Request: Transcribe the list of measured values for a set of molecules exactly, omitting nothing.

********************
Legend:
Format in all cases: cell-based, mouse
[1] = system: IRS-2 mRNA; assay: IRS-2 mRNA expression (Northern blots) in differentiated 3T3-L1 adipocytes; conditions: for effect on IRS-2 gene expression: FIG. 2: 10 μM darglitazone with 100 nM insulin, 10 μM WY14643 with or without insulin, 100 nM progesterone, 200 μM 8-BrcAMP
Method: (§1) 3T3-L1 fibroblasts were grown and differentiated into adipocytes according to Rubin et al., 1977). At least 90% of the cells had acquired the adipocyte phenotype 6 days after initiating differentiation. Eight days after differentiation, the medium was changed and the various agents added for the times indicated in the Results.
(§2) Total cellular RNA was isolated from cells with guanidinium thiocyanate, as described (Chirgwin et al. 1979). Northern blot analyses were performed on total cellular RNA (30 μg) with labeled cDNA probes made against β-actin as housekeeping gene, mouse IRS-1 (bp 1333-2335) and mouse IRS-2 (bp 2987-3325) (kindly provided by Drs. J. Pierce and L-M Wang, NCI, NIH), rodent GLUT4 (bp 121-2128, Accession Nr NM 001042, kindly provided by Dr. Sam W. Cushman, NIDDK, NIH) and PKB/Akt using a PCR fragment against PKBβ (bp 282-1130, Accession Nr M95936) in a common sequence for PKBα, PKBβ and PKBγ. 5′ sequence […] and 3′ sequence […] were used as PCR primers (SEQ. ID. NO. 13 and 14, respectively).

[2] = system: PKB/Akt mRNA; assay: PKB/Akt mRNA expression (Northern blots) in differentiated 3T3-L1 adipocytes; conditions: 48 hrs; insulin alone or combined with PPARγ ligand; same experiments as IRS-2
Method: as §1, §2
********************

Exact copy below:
Legend:
Format in all cases: cell-based, mouse
[1] = system: IRS-2 mRNA; assay: IRS-2 mRNA expression (Northern blots) in differentiated 3T3-L1 adipocytes; conditions: for effect on IRS-2 gene expression: FIG. 2: 10 μM darglitazone with 100 nM insulin, 10 μM WY14643 with or without insulin, 100 nM progesterone, 200 μM 8-BrcAMP
Method: (§1) 3T3-L1 fibroblasts were grown and differentiated into adipocytes according to Rubin et al., 1977). At least 90% of the cells had acquired the adipocyte phenotype 6 days after initiating differentiation. Eight days after differentiation, the medium was changed and the various agents added for the times indicated in the Results.
(§2) Total cellular RNA was isolated from cells with guanidinium thiocyanate, as described (Chirgwin et al. 1979). Northern blot analyses were performed on total cellular RNA (30 μg) with labeled cDNA probes made against β-actin as housekeeping gene, mouse IRS-1 (bp 1333-2335) and mouse IRS-2 (bp 2987-3325) (kindly provided by Drs. J. Pierce and L-M Wang, NCI, NIH), rodent GLUT4 (bp 121-2128, Accession Nr NM 001042, kindly provided by Dr. Sam W. Cushman, NIDDK, NIH) and PKB/Akt using a PCR fragment against PKBβ (bp 282-1130, Accession Nr M95936) in a common sequence for PKBα, PKBβ and PKBγ. 5′ sequence […] and 3′ sequence […] were used as PCR primers (SEQ. ID. NO. 13 and 14, respectively).

[2] = system: PKB/Akt mRNA; assay: PKB/Akt mRNA expression (Northern blots) in differentiated 3T3-L1 adipocytes; conditions: 48 hrs; insulin alone or combined with PPARγ ligand; same experiments as IRS-2
Method: as §1, §2